Coccidioidomycosis, commonly known as valley fever, is a fungal infection caused by Coccidioides immitis or Coccidioides posadasii. The fungi are common in limited states in the U.S. such as Arizona, California, Nevada, New Mexico, Texas, and Utah. It's also found in Northern Mexico, and selected areas in Central and South America. The rate of coccidioidomycosis infection in these areas is from 10 to 50 percent of the population.
The fungi reside in the soil and lay dormant until the rainy season. The spores that these fungi produce are the ones able to cause infection on humans and animals that inhales them. However, not everybody who inhales the spores will develop an infection: more than half of them may show mild to even no reaction to the fungi. People of Asian, Hispanic, and African descent and those whose immune system is compromised are the only ones most likely to get ill.
The three forms of coccidioidomycosis are acute, chronic, and disseminated valley fevers.
Symptoms of coccidioidomycosis
Different forms of valley fevers have different symptoms. The disseminated form of the disease which is the worst form of all has the most severe symptoms. A patient may develop lung nodules, skin ulcers and lesions, skull, spine, and other bone lesions, inflamed knees and ankles, and he or she can develop meningitis. This form of valley fever is the deadliest.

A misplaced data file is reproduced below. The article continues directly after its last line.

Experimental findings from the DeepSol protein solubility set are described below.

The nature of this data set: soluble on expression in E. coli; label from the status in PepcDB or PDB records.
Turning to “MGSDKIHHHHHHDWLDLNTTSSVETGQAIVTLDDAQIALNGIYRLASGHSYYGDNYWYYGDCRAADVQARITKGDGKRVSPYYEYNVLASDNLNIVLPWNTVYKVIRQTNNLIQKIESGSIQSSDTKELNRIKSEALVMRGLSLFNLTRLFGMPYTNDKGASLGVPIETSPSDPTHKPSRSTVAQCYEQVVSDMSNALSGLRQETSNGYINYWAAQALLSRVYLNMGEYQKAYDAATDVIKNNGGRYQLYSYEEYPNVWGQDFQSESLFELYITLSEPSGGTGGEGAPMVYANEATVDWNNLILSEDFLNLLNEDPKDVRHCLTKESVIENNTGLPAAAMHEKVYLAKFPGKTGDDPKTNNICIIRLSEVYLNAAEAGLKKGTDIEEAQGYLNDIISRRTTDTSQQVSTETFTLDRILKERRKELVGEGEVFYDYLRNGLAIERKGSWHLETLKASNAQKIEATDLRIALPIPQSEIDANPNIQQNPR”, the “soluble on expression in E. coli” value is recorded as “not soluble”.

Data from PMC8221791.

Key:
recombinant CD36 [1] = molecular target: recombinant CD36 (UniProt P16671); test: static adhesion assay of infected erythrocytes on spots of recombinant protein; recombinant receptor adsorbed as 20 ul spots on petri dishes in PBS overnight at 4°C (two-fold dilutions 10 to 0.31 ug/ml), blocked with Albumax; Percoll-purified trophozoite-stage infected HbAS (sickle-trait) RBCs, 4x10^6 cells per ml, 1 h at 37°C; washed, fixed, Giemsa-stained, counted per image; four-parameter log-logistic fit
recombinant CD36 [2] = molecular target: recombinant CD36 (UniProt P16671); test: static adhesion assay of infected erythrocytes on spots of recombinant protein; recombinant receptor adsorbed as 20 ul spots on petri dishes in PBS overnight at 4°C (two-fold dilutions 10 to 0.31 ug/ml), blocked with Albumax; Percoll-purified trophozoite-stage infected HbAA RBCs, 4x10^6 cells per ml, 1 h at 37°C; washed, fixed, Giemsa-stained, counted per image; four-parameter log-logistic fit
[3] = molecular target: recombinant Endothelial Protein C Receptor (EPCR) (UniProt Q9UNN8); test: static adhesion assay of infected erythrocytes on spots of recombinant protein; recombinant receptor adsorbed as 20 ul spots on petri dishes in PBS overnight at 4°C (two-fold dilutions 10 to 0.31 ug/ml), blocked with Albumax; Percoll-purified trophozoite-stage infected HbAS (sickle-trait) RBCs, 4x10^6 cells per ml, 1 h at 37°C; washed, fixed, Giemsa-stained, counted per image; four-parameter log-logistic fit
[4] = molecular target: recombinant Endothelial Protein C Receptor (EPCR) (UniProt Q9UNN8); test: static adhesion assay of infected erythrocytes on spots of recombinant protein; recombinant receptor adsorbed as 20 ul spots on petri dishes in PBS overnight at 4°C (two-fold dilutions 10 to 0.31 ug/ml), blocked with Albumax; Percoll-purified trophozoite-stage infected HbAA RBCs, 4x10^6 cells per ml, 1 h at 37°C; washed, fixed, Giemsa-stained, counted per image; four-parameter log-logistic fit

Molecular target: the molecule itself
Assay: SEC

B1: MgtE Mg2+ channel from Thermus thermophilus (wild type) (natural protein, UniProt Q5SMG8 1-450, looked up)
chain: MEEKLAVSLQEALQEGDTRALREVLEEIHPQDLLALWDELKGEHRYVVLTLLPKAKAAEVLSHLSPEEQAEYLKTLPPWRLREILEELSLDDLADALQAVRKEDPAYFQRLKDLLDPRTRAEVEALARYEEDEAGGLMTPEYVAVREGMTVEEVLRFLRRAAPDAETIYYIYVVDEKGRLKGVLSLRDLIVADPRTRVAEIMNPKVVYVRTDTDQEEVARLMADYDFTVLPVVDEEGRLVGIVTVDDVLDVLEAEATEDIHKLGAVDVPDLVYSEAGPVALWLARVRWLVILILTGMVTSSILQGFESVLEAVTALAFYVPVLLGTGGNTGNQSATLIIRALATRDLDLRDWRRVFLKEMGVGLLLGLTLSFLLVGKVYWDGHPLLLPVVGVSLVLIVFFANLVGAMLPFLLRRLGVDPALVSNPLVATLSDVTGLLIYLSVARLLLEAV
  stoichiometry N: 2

Acute valley fever patients on the other hand may show flu-like symptoms such as fever, cough, headache, fatigue, muscle and joint pains, which can occur 1 to 3 weeks from inhalation of the fungal spores. Pimple-like rash may also appear on the back, chest arms, and the legs.
The chronic form of coccidioidomycosis can manifest as later as 20 years after inhaling the spores. The patient could develop pneumonia and symptoms similar to tuberculosis like low fever, weight loss, and cough, blood in sputum, lung nodules, and chest pain.
Complications of coccidioidomycosis
People with weakened immune systems like HIV/AIDS patients and those with Asian, Hispanic, and African descents are prone to develop complications. Severe pneumonia and ruptured lung nodules are some examples of these complications. The latter can cause collapse lungs, which needs corrective surgery and chest tube thoracotomy to relieve the pressure building around the lungs.
Disseminated valley fever can cause multiple organ damage due to the infection affecting several organs of the body. It can lead to skin ulcers and bone lesions, heart inflammation, joint pain, urinary tract problems and even meningitis.
Treatment and prevention from coccidioidomycosis infection
For mild cases of valley fever, bed rest, proper diet, and fluid intake are enough to wait out the disease. In severe cases or people with high risk of developing complications, however, antifungal is given to kill the fungi and antibacterial to eliminate secondary bacterial infection. The common antifungal drugs used to treat coccidioidomycosis are fluconazole and itraconazole. In serious infection, a patient is given intravenous antifungal such as amphotericin to treat the infection. Most people who have fought valley fever develop immunity to the disease.